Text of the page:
The retail giant Walmart has received a lot of criticism over the years for practices that don’t always seem … enlightened (or, as some may say, “woke”).
Its low, low prices have hurt many small businesses in towns across America, unable to compete with its purchasing power. Its low wages have placed its employees in the ranks of the highest recipients of food stamps and Medicaid. It’s had to settle multi-million-dollar lawsuits alleging it forces workers to work off the clock.
But in one category, it seems to be doing the right thing — the environmentally responsible, forward-looking, stewardly thing: On a corporate level, Walmart has made significant efforts to transition to clean energy. Walmart plans to run its stores on at least 50% clean energy sources by 2025 and to reach zero emissions by 2040. Along the way, it plans to restore at least 50 million acres of land and 1 million square miles of ocean by 2030. This isn’t the kind of environmental care we’ve come to expect from heartless megacorps.
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What happened? Were the Walton heirs visited by the ghosts of Christmas past, present and future?
What’s more likely is that the American company realized that clean energy is also, increasingly, cheap energy — and protecting the environment is good for business.
One aspect of its efforts is that it recently joined environmental and climate advocates in opposition to Duke Energy’s proposed carbon plan, currently under review by the N.C. Utilities Commission, The Winston-Salem Journal’s John Deem reported Monday. The utilities commission has until the end of the month to approve a plan.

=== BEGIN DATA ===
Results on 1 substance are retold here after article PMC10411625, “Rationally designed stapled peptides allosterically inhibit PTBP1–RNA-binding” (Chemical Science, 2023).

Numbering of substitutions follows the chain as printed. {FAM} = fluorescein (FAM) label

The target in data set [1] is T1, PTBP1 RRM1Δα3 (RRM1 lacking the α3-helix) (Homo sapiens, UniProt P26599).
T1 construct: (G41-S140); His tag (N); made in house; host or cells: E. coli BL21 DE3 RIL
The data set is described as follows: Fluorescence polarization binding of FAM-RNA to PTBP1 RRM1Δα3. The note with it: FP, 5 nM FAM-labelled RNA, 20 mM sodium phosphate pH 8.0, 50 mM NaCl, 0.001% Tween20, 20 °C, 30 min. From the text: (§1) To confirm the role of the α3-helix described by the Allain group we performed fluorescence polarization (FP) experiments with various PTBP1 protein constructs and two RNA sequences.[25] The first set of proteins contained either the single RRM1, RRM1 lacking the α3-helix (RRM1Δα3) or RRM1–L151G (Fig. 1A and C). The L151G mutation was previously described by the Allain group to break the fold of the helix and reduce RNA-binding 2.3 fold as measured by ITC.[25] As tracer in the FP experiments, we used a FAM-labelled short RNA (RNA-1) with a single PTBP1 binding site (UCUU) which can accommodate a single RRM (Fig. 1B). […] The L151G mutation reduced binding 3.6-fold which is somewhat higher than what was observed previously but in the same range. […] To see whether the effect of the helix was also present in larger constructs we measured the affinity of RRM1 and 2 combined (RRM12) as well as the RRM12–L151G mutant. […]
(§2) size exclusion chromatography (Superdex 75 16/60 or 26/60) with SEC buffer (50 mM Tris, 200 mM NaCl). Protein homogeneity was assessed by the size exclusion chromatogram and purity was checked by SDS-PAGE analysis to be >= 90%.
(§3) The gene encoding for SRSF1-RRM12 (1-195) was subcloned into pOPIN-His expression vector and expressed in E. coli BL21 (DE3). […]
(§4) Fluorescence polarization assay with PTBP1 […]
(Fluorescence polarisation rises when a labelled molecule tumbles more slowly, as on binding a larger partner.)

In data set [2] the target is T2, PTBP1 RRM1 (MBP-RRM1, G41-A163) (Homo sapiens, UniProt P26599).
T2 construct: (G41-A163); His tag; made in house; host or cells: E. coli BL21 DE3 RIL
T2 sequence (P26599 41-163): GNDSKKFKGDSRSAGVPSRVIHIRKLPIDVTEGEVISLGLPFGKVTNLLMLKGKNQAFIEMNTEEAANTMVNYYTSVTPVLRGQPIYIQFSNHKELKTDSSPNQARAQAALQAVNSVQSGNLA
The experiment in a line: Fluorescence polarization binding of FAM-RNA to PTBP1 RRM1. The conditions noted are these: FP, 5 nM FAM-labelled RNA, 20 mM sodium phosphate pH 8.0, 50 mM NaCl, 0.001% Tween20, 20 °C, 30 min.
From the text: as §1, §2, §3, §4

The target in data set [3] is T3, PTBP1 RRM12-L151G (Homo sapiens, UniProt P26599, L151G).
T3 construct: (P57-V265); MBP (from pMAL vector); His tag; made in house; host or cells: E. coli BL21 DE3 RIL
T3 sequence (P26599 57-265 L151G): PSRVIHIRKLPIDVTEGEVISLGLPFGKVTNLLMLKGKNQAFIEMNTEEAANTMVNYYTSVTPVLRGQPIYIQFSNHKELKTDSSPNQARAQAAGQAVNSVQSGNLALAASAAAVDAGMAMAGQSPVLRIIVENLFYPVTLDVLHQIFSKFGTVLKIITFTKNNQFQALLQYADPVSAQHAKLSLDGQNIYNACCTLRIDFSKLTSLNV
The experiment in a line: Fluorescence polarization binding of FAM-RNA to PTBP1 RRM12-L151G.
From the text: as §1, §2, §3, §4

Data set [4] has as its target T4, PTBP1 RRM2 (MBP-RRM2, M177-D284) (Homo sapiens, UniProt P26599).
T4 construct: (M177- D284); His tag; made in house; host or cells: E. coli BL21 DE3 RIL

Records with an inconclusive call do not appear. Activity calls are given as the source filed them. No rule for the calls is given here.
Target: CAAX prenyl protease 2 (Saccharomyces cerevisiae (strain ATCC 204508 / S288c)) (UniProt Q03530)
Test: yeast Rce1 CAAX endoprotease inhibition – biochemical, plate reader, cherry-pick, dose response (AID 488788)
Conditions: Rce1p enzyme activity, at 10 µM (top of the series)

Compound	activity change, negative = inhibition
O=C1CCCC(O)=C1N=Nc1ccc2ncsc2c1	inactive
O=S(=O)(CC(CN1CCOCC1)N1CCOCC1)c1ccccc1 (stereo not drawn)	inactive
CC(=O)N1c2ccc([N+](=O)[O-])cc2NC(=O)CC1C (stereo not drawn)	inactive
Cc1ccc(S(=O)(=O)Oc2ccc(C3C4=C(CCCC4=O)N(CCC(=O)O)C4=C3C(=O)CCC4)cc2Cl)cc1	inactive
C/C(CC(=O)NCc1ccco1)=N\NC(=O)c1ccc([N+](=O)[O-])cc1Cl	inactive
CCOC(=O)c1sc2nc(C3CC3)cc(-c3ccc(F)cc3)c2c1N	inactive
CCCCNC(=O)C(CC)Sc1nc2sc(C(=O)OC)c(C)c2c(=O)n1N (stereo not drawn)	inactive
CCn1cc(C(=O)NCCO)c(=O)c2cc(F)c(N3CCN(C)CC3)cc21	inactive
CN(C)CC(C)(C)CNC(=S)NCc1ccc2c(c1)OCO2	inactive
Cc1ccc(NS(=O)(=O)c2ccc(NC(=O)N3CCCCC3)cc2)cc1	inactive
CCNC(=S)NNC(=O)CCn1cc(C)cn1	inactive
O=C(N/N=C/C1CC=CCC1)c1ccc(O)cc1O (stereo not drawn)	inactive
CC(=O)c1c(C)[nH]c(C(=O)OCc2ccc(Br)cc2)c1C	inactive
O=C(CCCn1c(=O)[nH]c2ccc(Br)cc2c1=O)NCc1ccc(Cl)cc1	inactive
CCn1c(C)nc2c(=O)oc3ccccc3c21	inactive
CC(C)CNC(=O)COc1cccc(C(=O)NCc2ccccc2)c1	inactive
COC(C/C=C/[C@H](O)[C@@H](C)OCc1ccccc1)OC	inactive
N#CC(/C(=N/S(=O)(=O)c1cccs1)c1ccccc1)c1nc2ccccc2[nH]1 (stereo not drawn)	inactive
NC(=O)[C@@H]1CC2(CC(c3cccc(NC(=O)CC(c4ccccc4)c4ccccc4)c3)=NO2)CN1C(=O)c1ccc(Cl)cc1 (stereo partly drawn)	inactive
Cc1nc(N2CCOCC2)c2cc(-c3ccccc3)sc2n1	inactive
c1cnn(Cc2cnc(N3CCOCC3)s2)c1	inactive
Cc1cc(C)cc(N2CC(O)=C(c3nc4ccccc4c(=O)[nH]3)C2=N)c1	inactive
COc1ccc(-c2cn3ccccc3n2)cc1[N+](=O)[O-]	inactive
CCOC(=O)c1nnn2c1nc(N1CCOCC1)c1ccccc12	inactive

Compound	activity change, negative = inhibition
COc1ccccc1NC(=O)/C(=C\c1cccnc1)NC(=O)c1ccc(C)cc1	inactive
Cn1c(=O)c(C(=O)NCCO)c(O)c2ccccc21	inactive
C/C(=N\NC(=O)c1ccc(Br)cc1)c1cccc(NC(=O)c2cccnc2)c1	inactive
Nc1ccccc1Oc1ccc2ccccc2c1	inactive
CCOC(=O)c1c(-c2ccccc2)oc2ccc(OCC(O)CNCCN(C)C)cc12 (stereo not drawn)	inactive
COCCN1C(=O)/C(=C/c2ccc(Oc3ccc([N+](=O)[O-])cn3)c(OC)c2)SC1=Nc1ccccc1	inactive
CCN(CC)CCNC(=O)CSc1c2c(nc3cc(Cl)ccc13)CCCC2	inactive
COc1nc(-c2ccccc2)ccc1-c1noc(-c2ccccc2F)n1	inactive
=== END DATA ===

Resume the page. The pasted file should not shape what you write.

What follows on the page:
Duke Energy, which is still cleaning the coal ash spill from its Belews Creek Steam Station in Stokes County that contaminated groundwater on plant property and an adjoining tract (but no drinking or recreational water, Duke says), has proposed adding new natural gas facilities with 2,000 megawatts of capacity as it transitions from coal and toward cleaner alternatives like solar and wind energy.
That would certainly be an improvement — its coal-fired station at Belews Creek is currently North Carolina’s biggest emitter of greenhouse gases, according to the U.S. Environmental Protection Agency — adding nearly 7 million metric tons of carbon dioxide to the atmosphere last year.
But according to Walmart’s lawyers, Duke’s plan is not rigorous enough; rather than using natural gas as a bridge, they say, it should leap to wind and solar — which are increasingly available and affordable sources of energy in North Carolina. While burning natural gas produces less carbon dioxide than coal, the emissions are still significant and still contribute to climate change.
Several other corporations, including tech giants Apple, Google and Meta (formerly Facebook), have joined Walmart’s effort.
Why do they care? Because buying electricity produced by natural gas from Duke Energy — which has a monopoly on energy in North Carolina — would hinder them from reaching their own clean-energy goals.
Funny how it’s all intertwined, isn’t it?
Walmart, et al., have submitted alternative plans that rely more on clean-energy sources. If they’re viable, the Utilities Commission should require them.
The state has its own goals. Last year, the N.C. legislature set carbon dioxide-reduction targets of 70% from 2005 levels by 2035; it plans to reach carbon-neutral status by the middle of the century.
Every little bit helps.
Its environmental advocacy doesn’t mean that Walmart should be let off the hook for other abuses. Given that it generates billions of dollars in profits every year — its gross profit for the 12 months ending in October was $146.292 billion — it could afford to pay its workers a higher wage. That would relieve the burden on taxpayers a bit.
But let’s give credit where credit is due. On this front, Walmart is fighting the good fight and more should follow its example.